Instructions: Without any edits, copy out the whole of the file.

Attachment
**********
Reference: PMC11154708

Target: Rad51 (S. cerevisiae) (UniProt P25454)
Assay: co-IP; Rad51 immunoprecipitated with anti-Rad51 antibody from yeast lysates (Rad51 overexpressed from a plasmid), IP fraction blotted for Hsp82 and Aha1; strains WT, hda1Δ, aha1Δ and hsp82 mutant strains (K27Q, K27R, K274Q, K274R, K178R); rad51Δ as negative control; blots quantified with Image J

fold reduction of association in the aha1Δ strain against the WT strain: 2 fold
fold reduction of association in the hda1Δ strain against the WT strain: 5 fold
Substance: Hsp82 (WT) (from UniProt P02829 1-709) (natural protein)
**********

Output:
Reference: PMC11154708

Target: Rad51 (S. cerevisiae) (UniProt P25454)
Assay: co-IP; Rad51 immunoprecipitated with anti-Rad51 antibody from yeast lysates (Rad51 overexpressed from a plasmid), IP fraction blotted for Hsp82 and Aha1; strains WT, hda1Δ, aha1Δ and hsp82 mutant strains (K27Q, K27R, K274Q, K274R, K178R); rad51Δ as negative control; blots quantified with Image J

fold reduction of association in the aha1Δ strain against the WT strain: 2 fold
fold reduction of association in the hda1Δ strain against the WT strain: 5 fold
Substance: Hsp82 (WT) (from UniProt P02829 1-709) (natural protein)